New DM Advice

Szeth

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#1
So obviously I have been playing video games/rpgs for most of my life. I have even dabbled in playing some tabletop pen and paper RPGs ala DnD.

However, now I am being tasked to get a group of my friends playing together as the DM. Anyone have experience and want to share basic advice to help us get started?

Tuesday evening we have a planning session where everyone is going to finalize characters, and we will try and dive into the basic campaign that came with the starter kit.
 

Hatorade

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#2
Szeth Szeth What system?
In no particular order:

-Listen to the popular podcasts, find the one that you like. Personally I enjoy Glass Cannon Podcast, but others really like Critical Role.
-Read, and then reread the fucking manual. Know the rules to the best of your ability, in the moment if it sounds right just go with it, make note and then look it up later.
-Find what you are good at, personally I am amazing at thinking on my feet. Others are really organized, and preplan most things using notes or memory.
-Are you a role player? Do you enjoy creating characters using accents and voices? If so practice, practice, practice, in the car, in the shower, annoying the family etc.
-Stress to your players to know their fucking characters, you shouldn't have to know the paladin can smite evil for 2d8. They have one job!
-Have one volunteer keep track of all loot.
-Have one volunteer keep track of initiative order.
-Google your questions, they have all been asked before.
-If the player does something dumb and they die, let them die.
-Never under estimate the party(I always do) Go in trying to kill them and keep on, they will be fine.
-Don't over plan, think about the players can do and know they will do none of those logical options as they don't have the same information you do.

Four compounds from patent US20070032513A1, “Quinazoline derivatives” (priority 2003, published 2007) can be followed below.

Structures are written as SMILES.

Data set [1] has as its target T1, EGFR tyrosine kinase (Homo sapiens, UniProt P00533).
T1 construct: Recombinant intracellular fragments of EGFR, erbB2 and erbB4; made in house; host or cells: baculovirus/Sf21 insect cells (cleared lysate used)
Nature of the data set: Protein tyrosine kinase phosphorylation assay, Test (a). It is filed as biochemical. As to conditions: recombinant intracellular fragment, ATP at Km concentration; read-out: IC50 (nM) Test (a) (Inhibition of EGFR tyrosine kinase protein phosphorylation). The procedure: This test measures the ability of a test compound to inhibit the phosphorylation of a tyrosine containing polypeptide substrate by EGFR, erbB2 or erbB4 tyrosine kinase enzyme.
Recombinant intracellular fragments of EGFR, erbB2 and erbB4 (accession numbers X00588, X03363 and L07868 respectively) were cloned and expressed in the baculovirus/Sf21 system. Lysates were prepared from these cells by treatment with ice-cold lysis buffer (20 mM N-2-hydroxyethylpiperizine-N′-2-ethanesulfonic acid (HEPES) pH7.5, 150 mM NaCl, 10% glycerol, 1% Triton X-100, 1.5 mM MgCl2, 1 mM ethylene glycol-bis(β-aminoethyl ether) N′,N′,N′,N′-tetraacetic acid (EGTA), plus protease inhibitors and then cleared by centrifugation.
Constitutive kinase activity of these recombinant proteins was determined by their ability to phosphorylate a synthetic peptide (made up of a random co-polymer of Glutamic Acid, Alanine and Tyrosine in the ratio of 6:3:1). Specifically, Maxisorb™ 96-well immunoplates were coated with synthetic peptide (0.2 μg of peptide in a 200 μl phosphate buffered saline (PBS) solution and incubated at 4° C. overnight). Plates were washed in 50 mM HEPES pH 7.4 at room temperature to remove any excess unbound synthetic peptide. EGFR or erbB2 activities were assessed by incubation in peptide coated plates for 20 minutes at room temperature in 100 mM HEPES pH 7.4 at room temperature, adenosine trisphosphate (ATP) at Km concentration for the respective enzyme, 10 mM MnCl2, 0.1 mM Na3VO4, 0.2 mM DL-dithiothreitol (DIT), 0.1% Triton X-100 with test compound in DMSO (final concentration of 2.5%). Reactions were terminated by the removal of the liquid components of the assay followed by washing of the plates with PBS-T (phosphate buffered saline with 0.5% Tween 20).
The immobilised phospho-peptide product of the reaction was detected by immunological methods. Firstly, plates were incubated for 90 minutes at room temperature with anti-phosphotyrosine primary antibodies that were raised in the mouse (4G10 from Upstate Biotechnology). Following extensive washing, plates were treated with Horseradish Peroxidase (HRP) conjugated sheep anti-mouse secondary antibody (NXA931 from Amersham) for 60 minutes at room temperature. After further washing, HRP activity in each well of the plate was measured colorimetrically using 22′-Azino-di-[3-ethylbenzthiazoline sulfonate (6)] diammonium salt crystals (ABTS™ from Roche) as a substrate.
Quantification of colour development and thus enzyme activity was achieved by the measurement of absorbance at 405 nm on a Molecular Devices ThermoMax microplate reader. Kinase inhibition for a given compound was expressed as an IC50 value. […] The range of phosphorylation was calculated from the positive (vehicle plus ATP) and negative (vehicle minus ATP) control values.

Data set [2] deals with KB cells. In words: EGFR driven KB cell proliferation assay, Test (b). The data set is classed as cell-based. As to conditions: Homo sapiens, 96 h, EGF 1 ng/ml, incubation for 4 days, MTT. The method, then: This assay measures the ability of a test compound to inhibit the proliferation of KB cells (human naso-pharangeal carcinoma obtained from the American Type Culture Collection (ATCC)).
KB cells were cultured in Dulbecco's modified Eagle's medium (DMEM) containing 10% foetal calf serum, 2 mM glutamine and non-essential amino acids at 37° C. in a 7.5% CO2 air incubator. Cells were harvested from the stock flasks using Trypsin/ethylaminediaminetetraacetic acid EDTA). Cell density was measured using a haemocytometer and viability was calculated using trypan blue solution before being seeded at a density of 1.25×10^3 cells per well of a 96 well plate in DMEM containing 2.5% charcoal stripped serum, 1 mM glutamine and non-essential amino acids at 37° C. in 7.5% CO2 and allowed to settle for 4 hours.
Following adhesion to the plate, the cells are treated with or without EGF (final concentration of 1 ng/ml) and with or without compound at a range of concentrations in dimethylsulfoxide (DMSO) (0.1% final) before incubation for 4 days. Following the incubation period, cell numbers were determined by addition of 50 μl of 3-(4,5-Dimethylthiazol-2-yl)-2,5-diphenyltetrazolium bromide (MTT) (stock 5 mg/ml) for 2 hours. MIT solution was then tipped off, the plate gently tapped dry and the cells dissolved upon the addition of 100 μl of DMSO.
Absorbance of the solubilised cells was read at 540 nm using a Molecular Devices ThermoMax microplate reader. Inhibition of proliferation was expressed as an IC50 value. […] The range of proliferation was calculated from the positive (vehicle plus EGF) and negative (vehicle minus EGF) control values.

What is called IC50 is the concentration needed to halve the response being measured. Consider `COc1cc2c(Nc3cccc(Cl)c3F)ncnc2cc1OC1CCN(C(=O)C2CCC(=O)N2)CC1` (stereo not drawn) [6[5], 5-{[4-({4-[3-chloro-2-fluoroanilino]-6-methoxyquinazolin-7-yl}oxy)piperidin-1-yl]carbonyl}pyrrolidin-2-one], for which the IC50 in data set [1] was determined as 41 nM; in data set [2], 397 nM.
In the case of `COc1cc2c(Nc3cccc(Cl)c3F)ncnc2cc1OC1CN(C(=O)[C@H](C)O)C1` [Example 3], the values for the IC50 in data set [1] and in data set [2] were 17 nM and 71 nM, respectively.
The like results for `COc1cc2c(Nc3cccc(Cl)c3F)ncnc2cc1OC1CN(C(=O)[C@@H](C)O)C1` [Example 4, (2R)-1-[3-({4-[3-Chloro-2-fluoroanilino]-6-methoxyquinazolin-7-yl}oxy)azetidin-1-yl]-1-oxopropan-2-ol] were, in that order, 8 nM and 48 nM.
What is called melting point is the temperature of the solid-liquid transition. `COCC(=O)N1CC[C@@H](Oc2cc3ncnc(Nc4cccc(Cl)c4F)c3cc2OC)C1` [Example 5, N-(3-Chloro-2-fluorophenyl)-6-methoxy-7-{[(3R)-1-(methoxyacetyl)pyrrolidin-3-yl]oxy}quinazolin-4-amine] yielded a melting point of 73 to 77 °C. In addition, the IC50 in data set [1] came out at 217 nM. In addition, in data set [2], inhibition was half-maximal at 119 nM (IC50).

-First session almost never includes gameplay, takes a long time to make characters, longer still if only one players handbook between everyone.

More as I think of them.
 
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Fyff

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#3
Best advice - No matter how well you plan on something, your players will totally fuck it up and go a different direction. Always be ready to improvise.
 

Szeth

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#4
Thanks Hatorade. We are starting with the "Starter's Set - Lost Mines of Phandelver"

I was looking through the podcasts, but couldn't find a quick "beginner DMs tutorial" episode. I will see if Glass Cannon has one. I'm sure I will revisit this page Wednesday morning with all sorts of questions after our first day.
 

Hatorade

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#5
Good one to start with, it is fun and cohesive. Also most modules released have a blurb about starting off from LMoP. There is no really beginners guide, it is just being willing to do it, understanding it takes many...many hours of preparation. The world needs more DMs so anything I can do to help!
 

Szeth

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#6
Have you had any experience with DMs switching between campaigns? Also have you ever had one of your own characters run with the party, but have him or her be controlled by the other players? I was debating if it would be possible to do in such a way that next campaign if I weren't DM I could have a character that's not stunted compared to the others.
 

Hatorade

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#7
Have you had any experience with DMs switching between campaigns? Also have you ever had one of your own characters run with the party, but have him or her be controlled by the other players? I was debating if it would be possible to do in such a way that next campaign if I weren't DM I could have a character that's not stunted compared to the others.
Yes, but never works out.
Terrible idea, you have enough to worry about.
I assume you are doing AL stuff with a questions like that, you can use DM experience you gain DMing to level a character. If not doing AL just make a level 5 or whatever is needed when you are a PC.
 
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bigmark268

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#8
Few things I've picked up DMing for for about 10yrs on a monthly basis.

-when you plan anything just know the group will do somthing you didn't think of at all. Even if you "give them a quest" and expect and plan for 5 possible outcomes. They will think uo 12 others which make no sense. So improve the hell out of things.

-you can also make choice an illusion. You make them think Ohhh they have 3 ways to get somthing done. But no matter what or how they do it. They get the same outcome. They just don't know that. You can do that when you need them to do somthing or go somewhere. But you don't want them to feel forces to.

-another thing is focus. You'll get that friend that can't put his fucking phone away. Give em a choice, play and be courteous to other players or don't come.